Over at Ned Flanders comment shake down, Clark had a phrase I have been trying to alliterate for some time "dialogue by force." Of course he used the American spelling but, then we all know, communication is context dependent.
The issue revolves around a minority's concept of dialogue. The other week I was listening to CBC or something and heard various native groups complaining that, even though they were given seats at a first native conference, they weren't allowed to have a true dialogue with the government. While I obviously could be wrong about the specifics, a tangential background story, led me to believe that the only way people would accept that a dialogue had happened would be if the government responded in action to the issues. I think this is quite a distinction from most conceptions of dialogue.
I think most people consider dialogue simply as a type of two way conversation. Each person's comments are modified to fit context, communicator and receivers. The exchange is, to the extent of the open mindedness and skills of each group, dynamic. But is action a required part of dialogue?
I think for some feminist origined groups the answer would be yes. Dialogue only happens as you move forward. Thus there is no level of response that is appropriate, only an ever increasing level of response. While I tend to see this as an infantile version of fascism, it certainly seems to be a sticking point between "establishment" and "reformers". More specifically it seems to be a slippery slope fight with idealists that think more is always better.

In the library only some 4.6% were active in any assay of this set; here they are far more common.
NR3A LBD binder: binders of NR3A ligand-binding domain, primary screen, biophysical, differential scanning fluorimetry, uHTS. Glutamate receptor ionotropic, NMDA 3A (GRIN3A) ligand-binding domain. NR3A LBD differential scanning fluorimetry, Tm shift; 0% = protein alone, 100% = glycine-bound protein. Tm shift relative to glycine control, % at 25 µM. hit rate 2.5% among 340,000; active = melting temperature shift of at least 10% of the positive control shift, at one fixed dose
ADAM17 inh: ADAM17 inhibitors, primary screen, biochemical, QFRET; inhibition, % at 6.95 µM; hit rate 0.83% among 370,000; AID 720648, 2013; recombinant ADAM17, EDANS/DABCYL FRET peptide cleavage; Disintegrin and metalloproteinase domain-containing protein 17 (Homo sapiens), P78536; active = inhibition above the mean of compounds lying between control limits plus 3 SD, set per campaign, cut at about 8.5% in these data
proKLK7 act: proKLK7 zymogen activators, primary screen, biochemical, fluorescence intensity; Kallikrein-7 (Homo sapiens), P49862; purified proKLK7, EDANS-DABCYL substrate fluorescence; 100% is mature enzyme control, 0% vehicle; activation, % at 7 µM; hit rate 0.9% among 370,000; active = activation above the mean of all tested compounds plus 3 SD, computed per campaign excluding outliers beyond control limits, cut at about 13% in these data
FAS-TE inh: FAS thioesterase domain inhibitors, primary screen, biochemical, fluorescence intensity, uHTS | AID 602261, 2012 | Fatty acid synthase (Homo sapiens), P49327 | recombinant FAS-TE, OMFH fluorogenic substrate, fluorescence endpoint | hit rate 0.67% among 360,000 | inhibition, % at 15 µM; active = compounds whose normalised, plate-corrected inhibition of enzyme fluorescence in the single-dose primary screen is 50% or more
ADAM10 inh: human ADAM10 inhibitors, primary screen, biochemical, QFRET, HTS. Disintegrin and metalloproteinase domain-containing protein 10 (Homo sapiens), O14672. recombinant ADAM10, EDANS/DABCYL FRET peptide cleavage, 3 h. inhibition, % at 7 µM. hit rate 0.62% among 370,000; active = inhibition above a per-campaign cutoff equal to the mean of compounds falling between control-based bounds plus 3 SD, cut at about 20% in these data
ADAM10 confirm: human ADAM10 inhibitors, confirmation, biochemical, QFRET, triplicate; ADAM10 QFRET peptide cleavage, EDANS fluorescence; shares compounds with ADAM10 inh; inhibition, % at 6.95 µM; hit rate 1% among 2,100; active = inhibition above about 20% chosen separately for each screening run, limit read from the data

So how does this relate to Mormonism? I think it is parallel to some complaints ex-mo's have of the establishment and its lack of response to perceived issues. Can you say the establishment hears you if they are impersonal and the only way you can judge response is through action? Do individual really even want action? I think the answer is yes if it is in their direction, no if it is pejoratively labeled entrenchment. Personally I think much of the animosity in this regard centers around democracy.
Being in an ongoing federal election this idea certainly seems relevant. Multicultural theory seems to favor the idea that minority voices are important. The diversity they bring increases efficiency through novelty, and unique insight. As a result, it is the responsibility of such groups to make their voices heard. However, once the circular dialog effect discussed kicks in, this becomes a loaded issue. Why? Because in a democracy it is also the responsibility of the establishment to enforce majority issues, limiting non-representative derailment from special interest groups. Thus the circular nature of feministic dialog can become very restricting if it is carried out without trust, and complete comprehension of the role of each side.
In some ways this seems to be the bloggernacle cafuffle. Are opinions heard despite arbitrary management? The only way dialogue without action is possible is in an environment of trust and comprehension. Quite interesting when you apply this concept to our communication with God. Do some see his hand in everything because they feel that means they are having a dialogue with the divine? Do some need little response because they trust that concerns are heard despite a lack of action?